by Monica Turner As a Field Services Representative, one of my responsibilities is to go to conferences and exhibit APH products. Oftentimes I will display many of the new and exciting products that we have to offer in order to provide consumers an opportunity to see the items firsthand before making the decision to purchase them. While it is wonderful that APH has been producing so many new products over the past several years, I find that I'm not often able to take along as many of the wonderful, older products that we still have available. We give you information about our new products each month as they are released, and we have been thinking that it might be beneficial to also go back and revisit some of the "oldies but goodies." We hope you agree and we welcome any suggestions you may have about products that you would like to see highlighted.
After months of ongoing negotiations between the Transforming Braille Group (of which APH is a member) and Orbit Research (the manufacturer of the Orbit Reader 20), American Printing House has removed the Orbit Reader 20 from its catalog and shopping site. This comes after discussions have stalled regarding the terms of distribution to TBG partners. The global nonprofits that make up the TBG collaborate as a group to purchase Orbit Reader 20s as part of an effort to keep costs low.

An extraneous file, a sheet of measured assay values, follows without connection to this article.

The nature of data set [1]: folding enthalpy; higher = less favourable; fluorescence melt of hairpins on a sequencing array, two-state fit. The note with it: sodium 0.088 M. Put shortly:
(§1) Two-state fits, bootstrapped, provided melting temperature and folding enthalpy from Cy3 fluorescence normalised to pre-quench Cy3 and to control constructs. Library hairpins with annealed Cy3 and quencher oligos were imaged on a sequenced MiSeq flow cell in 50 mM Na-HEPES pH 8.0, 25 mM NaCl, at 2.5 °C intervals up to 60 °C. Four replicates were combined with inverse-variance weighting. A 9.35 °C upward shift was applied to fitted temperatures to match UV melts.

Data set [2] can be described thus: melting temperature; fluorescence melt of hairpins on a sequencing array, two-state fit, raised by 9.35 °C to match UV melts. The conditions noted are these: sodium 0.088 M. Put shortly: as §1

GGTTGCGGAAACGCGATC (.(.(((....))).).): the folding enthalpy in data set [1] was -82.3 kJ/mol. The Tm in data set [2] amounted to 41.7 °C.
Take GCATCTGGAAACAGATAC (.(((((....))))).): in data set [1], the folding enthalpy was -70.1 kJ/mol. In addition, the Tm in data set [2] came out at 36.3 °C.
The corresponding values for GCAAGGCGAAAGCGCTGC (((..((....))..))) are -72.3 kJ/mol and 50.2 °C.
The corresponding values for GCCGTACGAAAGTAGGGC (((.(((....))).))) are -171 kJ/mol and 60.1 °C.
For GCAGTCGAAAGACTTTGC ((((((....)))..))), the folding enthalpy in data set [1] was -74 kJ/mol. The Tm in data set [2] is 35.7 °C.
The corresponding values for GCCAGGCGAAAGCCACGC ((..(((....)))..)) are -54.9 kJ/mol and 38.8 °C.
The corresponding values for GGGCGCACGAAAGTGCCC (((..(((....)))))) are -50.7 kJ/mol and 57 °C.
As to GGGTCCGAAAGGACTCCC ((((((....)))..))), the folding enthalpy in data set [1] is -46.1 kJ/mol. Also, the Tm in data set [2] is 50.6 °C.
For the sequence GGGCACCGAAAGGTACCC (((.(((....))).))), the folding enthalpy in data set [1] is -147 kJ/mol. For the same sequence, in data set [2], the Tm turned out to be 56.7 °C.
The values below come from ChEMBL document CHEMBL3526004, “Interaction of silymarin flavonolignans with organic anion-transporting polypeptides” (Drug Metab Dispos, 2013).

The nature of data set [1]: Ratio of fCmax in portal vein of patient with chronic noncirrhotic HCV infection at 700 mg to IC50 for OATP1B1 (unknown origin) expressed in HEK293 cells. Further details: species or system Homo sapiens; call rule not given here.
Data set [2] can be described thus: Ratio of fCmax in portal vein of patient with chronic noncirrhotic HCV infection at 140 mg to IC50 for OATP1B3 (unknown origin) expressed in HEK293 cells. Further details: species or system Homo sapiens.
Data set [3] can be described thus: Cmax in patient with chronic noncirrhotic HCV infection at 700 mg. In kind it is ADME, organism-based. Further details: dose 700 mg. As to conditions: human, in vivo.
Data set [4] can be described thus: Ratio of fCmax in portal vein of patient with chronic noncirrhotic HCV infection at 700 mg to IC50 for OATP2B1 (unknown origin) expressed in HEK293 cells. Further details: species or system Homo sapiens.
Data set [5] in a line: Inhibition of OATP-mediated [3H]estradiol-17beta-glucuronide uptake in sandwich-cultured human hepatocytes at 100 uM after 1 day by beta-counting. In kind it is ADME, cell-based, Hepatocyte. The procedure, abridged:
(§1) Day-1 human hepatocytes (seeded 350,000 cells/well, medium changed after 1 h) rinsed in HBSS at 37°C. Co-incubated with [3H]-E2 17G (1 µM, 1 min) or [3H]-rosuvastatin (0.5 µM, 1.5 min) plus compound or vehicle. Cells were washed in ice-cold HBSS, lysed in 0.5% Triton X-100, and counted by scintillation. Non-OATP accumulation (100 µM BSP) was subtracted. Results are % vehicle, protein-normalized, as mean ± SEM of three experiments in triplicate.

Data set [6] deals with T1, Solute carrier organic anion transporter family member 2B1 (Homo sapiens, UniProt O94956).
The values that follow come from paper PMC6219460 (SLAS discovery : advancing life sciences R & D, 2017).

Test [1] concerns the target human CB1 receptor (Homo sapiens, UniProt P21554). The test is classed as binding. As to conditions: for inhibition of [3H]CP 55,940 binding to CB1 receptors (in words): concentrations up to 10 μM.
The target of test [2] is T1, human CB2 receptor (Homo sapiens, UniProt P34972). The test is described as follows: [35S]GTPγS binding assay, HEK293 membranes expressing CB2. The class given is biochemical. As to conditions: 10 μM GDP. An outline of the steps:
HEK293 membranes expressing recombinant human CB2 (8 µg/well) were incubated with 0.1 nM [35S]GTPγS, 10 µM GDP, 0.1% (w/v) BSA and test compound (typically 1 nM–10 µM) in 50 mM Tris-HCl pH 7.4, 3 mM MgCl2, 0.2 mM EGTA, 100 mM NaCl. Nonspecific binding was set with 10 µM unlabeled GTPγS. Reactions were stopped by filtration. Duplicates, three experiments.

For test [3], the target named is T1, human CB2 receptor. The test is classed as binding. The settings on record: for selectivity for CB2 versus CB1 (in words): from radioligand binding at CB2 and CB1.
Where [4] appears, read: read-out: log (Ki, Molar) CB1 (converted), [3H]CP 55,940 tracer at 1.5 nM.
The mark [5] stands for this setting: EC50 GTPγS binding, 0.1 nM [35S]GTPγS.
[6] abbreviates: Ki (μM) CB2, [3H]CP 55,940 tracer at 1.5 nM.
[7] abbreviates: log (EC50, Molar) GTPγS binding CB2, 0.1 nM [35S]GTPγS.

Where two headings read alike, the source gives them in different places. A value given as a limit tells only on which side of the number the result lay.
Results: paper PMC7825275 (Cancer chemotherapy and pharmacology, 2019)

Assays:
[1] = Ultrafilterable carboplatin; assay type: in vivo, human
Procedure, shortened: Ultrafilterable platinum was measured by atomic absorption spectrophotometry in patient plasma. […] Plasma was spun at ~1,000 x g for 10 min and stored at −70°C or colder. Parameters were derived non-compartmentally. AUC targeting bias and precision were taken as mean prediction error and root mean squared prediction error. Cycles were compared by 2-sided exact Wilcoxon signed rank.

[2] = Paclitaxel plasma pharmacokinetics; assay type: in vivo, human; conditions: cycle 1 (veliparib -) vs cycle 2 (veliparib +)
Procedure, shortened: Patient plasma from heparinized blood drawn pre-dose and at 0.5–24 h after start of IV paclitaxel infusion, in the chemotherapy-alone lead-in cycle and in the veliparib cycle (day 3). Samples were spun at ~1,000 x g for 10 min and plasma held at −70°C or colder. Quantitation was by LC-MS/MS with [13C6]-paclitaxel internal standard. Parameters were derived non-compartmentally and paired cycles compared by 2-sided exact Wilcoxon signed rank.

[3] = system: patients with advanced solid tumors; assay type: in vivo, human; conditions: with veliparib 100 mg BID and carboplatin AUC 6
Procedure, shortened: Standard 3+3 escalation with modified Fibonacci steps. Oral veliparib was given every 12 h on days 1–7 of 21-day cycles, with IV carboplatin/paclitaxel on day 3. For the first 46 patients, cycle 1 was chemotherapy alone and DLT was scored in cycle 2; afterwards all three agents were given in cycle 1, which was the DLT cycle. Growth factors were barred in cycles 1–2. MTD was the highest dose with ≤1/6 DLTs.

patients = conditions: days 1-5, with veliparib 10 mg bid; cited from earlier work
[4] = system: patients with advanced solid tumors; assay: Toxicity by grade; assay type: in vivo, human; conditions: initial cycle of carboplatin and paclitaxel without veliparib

“Working with the TBG, APH has negotiated in good faith for many months, balancing the needs of our customers and organization, our interest in driving a low-cost braille market, and our valuable partnerships with TBG members,” says APH President Craig Meador. “Despite our best efforts, we have not found alignment on the issues at hand. APH must now move forward, and focus our energies on our mission to support students with braille literacy and adults in their independence.” The Good News
The Orbit Reader …
by Jessica Minneci One of the best things about the Fourth of July is seeing
the fireworks at night, that is, if you can see them. I’m visually impaired, so
I can’t enjoy fireworks in the same way as everyone else, but that doesn’t mean
I have to stay at home. I’ve been lucky enough to have family and friends who
encouraged me to come with them to firework shows and who also described
everything that was happening. This Fourth of July, make fireworks displays fun
for everyone by following my list of tips for describing fireworks to people
who are blind or visually impaired. How to Describe the Fireworks Sit close to your friend who is blind or visually impaired.
Do your best to make sure that they can hear you over the sound of the
fireworks. When the show starts, make sure that you describe everything
in real-time. Tell them what is happening exactly as it is happening. Describe the color of each firework, how bright it is, and
how fast it's moving. Demonstrate the size of the firework…